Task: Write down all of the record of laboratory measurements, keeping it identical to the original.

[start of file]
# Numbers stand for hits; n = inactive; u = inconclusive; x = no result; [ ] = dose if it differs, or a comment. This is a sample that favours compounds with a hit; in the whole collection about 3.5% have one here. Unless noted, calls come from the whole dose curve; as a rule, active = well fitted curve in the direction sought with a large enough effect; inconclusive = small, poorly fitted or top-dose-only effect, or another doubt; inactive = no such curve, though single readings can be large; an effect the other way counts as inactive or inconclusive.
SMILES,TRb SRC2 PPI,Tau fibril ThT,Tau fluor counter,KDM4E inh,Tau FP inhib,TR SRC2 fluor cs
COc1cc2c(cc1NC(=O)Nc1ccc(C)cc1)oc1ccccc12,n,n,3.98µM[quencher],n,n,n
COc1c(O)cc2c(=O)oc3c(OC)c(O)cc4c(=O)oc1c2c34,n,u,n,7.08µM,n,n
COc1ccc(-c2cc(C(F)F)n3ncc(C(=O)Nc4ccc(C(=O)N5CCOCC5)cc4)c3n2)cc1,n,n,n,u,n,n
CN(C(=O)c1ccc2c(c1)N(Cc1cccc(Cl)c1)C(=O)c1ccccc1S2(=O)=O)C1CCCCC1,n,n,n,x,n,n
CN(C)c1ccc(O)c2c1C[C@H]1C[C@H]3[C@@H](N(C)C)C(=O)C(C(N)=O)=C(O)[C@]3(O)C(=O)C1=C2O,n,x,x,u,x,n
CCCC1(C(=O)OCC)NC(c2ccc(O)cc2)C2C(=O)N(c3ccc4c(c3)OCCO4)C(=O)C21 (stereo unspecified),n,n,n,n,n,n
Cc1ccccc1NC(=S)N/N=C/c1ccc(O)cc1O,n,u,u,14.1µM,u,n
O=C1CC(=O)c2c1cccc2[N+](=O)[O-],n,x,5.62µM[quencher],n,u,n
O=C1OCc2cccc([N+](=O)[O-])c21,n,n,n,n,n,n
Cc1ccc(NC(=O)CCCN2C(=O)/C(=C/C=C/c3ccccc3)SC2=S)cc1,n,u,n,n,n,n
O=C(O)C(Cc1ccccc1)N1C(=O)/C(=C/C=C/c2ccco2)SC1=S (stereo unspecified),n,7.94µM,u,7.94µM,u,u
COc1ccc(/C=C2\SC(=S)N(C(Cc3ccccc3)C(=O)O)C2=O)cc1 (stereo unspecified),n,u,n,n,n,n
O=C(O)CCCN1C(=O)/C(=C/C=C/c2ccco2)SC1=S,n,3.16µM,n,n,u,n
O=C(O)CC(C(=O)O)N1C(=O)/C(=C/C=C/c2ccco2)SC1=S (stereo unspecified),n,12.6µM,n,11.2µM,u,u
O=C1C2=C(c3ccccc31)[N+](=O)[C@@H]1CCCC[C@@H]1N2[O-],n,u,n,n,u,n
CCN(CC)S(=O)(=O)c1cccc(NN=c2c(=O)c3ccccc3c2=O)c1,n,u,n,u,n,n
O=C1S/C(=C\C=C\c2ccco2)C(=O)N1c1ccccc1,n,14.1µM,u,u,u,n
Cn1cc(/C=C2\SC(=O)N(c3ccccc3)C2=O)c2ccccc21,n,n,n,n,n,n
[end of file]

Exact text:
# Numbers stand for hits; n = inactive; u = inconclusive; x = no result; [ ] = dose if it differs, or a comment. This is a sample that favours compounds with a hit; in the whole collection about 3.5% have one here. Unless noted, calls come from the whole dose curve; as a rule, active = well fitted curve in the direction sought with a large enough effect; inconclusive = small, poorly fitted or top-dose-only effect, or another doubt; inactive = no such curve, though single readings can be large; an effect the other way counts as inactive or inconclusive.
SMILES,TRb SRC2 PPI,Tau fibril ThT,Tau fluor counter,KDM4E inh,Tau FP inhib,TR SRC2 fluor cs
COc1cc2c(cc1NC(=O)Nc1ccc(C)cc1)oc1ccccc12,n,n,3.98µM[quencher],n,n,n
COc1c(O)cc2c(=O)oc3c(OC)c(O)cc4c(=O)oc1c2c34,n,u,n,7.08µM,n,n
COc1ccc(-c2cc(C(F)F)n3ncc(C(=O)Nc4ccc(C(=O)N5CCOCC5)cc4)c3n2)cc1,n,n,n,u,n,n
CN(C(=O)c1ccc2c(c1)N(Cc1cccc(Cl)c1)C(=O)c1ccccc1S2(=O)=O)C1CCCCC1,n,n,n,x,n,n
CN(C)c1ccc(O)c2c1C[C@H]1C[C@H]3[C@@H](N(C)C)C(=O)C(C(N)=O)=C(O)[C@]3(O)C(=O)C1=C2O,n,x,x,u,x,n
CCCC1(C(=O)OCC)NC(c2ccc(O)cc2)C2C(=O)N(c3ccc4c(c3)OCCO4)C(=O)C21 (stereo unspecified),n,n,n,n,n,n
Cc1ccccc1NC(=S)N/N=C/c1ccc(O)cc1O,n,u,u,14.1µM,u,n
O=C1CC(=O)c2c1cccc2[N+](=O)[O-],n,x,5.62µM[quencher],n,u,n
O=C1OCc2cccc([N+](=O)[O-])c21,n,n,n,n,n,n
Cc1ccc(NC(=O)CCCN2C(=O)/C(=C/C=C/c3ccccc3)SC2=S)cc1,n,u,n,n,n,n
O=C(O)C(Cc1ccccc1)N1C(=O)/C(=C/C=C/c2ccco2)SC1=S (stereo unspecified),n,7.94µM,u,7.94µM,u,u
COc1ccc(/C=C2\SC(=S)N(C(Cc3ccccc3)C(=O)O)C2=O)cc1 (stereo unspecified),n,u,n,n,n,n
O=C(O)CCCN1C(=O)/C(=C/C=C/c2ccco2)SC1=S,n,3.16µM,n,n,u,n
O=C(O)CC(C(=O)O)N1C(=O)/C(=C/C=C/c2ccco2)SC1=S (stereo unspecified),n,12.6µM,n,11.2µM,u,u
O=C1C2=C(c3ccccc31)[N+](=O)[C@@H]1CCCC[C@@H]1N2[O-],n,u,n,n,u,n
CCN(CC)S(=O)(=O)c1cccc(NN=c2c(=O)c3ccccc3c2=O)c1,n,u,n,u,n,n
O=C1S/C(=C\C=C\c2ccco2)C(=O)N1c1ccccc1,n,14.1µM,u,u,u,n
Cn1cc(/C=C2\SC(=O)N(c3ccccc3)C2=O)c2ccccc21,n,n,n,n,n,n